The lab in the city runs a little over 32,000 chemical and bacteria tests a year. State laws in Pennsylvania require that all city water must be tested even more thoroughly than bottled water. There are two different Water Treatment Plants, the Conestoga Water Treatment Plant and the Susquehanna Water Treatment Plant.

The Conestoga Water Treatment Plant takes in all the raw water, and after sending it through the mixing chambers, the water is sent to eight different high rate filters. All the filtered water is measured with chlorine and fluoride for disinfections, and is then sent to the clear well. They take very careful precautions to ensure safe water

The Susquehanna Water Treatment Plant gets it water from the Susquehanna River by an intake structure. There is a pump station that transfers water about 1.5 miles from the River to the Plant. The Raw Water is mixed with the needed elements and then sent to a three clarifiers. The settled water is then sent to twelve different high rate filters. All the filtered water is measured with chlorine and fluoride for disinfections, and is then sent to the clear well, same filtering process as the Conestoga Water Treatment Plant. Both Water Treatment plants are continuing to improve their water, and are always trying to take there plant to the next level.

Filtering water, is a long drawn out process, and I don’t think people are always thinking about that when letting there faucet run. Water constantly seems like it is an endless supply. It is important to be aware of how much water you are using. Even in Philadelphia, Pennsylvania where the city has two major Rivers running through, and the water supply seems never ending, Philadelphians should always try to conserve their water. Or if you are in Lancaster also receiving water from two major rivers it is extremely important to be smart with your water. These plants are trying to keep our water the best for us, and we should all try to conserve our most vital resource.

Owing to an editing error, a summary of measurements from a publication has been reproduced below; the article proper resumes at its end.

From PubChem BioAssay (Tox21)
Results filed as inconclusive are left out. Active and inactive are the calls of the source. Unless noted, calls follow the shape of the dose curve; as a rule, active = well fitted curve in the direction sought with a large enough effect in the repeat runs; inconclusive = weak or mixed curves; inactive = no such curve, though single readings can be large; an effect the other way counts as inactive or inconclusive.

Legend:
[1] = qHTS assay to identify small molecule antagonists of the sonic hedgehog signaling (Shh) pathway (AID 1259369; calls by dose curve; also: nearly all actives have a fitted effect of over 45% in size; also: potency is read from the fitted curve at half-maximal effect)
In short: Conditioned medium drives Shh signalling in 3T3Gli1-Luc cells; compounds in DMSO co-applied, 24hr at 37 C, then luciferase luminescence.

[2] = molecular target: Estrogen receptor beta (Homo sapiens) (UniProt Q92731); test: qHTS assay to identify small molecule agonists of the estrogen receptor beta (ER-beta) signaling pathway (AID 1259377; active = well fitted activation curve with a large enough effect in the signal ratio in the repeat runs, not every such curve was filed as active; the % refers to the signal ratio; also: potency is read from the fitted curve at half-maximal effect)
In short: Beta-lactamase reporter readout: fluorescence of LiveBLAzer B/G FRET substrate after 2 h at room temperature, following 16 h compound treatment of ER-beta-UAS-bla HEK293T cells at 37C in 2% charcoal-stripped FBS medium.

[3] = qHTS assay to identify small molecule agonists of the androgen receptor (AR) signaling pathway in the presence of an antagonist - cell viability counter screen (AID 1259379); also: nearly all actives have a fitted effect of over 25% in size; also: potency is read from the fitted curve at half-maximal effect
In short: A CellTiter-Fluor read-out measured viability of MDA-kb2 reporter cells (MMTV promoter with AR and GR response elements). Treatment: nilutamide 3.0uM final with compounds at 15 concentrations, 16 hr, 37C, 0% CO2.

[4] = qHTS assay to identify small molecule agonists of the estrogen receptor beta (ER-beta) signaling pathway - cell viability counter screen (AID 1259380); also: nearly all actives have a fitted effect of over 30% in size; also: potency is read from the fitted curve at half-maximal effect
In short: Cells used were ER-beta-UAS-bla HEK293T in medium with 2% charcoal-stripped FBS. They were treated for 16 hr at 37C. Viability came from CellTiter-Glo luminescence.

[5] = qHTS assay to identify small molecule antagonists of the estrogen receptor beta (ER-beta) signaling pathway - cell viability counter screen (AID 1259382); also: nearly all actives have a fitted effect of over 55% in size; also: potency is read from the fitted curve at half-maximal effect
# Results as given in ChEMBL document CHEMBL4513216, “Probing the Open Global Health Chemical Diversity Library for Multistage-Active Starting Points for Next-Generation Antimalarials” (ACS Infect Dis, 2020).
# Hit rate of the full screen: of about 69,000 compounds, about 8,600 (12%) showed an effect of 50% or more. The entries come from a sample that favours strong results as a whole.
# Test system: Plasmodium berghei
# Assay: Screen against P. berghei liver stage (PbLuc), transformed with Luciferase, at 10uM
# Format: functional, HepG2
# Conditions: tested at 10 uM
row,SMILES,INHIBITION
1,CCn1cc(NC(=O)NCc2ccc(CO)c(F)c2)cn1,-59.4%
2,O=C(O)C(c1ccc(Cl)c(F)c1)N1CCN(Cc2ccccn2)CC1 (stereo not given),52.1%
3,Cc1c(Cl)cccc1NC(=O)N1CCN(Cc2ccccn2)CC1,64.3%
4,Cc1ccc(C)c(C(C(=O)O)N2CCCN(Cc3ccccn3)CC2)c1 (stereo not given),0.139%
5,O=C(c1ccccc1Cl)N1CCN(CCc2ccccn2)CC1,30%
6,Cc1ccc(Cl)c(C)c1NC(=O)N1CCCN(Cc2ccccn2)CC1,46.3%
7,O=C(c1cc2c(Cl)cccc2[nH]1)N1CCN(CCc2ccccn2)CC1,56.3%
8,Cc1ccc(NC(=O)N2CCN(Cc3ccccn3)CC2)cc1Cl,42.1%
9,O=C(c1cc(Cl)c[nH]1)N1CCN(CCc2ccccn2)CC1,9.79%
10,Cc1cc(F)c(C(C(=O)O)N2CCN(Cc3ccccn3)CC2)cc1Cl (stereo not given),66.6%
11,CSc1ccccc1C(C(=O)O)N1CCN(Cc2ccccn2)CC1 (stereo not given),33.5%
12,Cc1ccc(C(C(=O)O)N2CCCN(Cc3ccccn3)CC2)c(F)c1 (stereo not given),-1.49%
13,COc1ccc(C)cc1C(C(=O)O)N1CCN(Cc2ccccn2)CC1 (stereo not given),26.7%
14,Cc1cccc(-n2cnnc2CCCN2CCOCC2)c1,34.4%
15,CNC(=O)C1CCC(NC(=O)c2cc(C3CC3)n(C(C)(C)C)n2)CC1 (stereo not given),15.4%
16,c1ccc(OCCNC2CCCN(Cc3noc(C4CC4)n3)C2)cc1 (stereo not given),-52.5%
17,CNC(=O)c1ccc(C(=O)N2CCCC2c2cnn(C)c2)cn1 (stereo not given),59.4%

How is the Lancaster City water?

Many people are always hesitant to drink any type of City water because, it doesn’t taste “as good” as their bottled water, or because many people think it is just dirty water. Although people may complain, the City of Lancaster drinking water meets and exceeds all local, state and federal drinking water regulations.

Lancaster, Pennsylvania has a Water Chemistry Lab that monitors the water twenty four hours a day, and three hundred and sixty five days a year. There are daily tests done to examine the taste and odor of the water. This helps during the season when the algae on the Conestoga River affect the taste of the water a couple times a year.

Since there are sometimes complaints about taste and odor in the Lancaster City water, the city is always doing what they can to improve it. The treatment plant adds carbon and potassium permanganate to help to reduce the taste and odor. These chemicals do not carry over when they are sent through as drinking water. This taste and smell comes from the algae and are very hard to get rid of using the current treatment methods at the Water Treatment Plants.

The Water Bureau of Lancaster City is in the process of constructing two main filter treatment plants that will give the operators more availability to remove, or at least reduse the taste and odor. These new treatment plants are supposed to be up and running, a year from now (Spring 2009).      



Are pharmaceuticals finding there way into our water?

For over ten years now studies are being done that pharmaceutical drugs and like wise drugs are getting into our water supply. This is having effect not only in Pennsylvania, but with millions of Americans.

Recent studies in the Philadelphia area, “supplies showed 56 pharmaceuticals or their by-products in treated drinking water; 63 such compounds were discovered in city watersheds.” Most drugs that have moved through the human body and out into the water supply are filtered out in the Water Treatment Plants, however there are a few that can still be in your water.